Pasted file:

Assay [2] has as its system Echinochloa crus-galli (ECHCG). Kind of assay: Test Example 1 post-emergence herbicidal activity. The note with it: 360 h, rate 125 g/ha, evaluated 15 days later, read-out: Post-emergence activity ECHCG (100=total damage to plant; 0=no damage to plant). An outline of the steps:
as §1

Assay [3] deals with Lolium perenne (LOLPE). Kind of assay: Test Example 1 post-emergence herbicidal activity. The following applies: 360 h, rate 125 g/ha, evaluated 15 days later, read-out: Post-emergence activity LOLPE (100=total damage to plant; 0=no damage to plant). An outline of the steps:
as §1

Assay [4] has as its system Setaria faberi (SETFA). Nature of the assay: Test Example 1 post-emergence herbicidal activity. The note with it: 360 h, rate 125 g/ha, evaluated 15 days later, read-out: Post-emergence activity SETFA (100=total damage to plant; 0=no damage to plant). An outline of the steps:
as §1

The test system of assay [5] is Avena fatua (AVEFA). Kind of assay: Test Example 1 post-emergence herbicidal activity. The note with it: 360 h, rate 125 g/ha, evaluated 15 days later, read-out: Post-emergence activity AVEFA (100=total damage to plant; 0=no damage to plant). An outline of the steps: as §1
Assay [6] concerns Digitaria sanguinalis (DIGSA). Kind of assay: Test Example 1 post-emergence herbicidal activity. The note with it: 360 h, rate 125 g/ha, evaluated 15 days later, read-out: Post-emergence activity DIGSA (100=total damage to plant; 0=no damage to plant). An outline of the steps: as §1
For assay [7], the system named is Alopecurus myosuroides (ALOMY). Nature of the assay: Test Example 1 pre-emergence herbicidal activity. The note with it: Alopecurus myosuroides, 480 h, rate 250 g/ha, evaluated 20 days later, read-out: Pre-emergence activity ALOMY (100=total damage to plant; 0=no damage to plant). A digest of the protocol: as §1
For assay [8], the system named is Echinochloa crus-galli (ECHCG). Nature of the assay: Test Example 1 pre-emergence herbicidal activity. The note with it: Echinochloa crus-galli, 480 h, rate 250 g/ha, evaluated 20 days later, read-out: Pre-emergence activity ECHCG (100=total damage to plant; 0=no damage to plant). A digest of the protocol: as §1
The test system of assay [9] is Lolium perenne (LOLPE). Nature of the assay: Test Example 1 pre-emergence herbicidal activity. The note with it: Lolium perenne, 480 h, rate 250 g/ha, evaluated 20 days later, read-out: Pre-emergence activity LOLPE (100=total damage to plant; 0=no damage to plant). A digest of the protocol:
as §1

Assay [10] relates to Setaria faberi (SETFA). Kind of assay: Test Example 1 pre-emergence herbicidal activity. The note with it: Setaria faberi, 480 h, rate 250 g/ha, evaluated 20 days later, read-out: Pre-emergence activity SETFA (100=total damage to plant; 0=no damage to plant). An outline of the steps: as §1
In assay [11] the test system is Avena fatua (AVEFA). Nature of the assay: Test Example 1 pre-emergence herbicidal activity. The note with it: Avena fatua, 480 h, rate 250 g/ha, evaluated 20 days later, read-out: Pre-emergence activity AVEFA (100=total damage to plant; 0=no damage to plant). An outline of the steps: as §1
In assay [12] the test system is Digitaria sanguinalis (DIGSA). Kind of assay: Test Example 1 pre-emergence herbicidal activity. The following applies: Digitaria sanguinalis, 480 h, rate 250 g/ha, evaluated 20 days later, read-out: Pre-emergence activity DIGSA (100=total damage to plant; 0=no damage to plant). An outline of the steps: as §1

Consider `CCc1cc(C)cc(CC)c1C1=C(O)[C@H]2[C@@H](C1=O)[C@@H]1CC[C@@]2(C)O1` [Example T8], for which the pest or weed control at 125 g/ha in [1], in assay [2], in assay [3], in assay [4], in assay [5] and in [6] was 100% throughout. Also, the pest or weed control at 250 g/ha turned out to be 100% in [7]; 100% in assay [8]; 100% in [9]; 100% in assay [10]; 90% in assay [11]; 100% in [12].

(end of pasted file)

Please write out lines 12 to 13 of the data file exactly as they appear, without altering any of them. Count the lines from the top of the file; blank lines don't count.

as §1

Assay [10] relates to Setaria faberi (SETFA). Kind of assay: Test Example 1 pre-emergence herbicidal activity. The note with it: Setaria faberi, 480 h, rate 250 g/ha, evaluated 20 days later, read-out: Pre-emergence activity SETFA (100=total damage to plant; 0=no damage to plant). An outline of the steps: as §1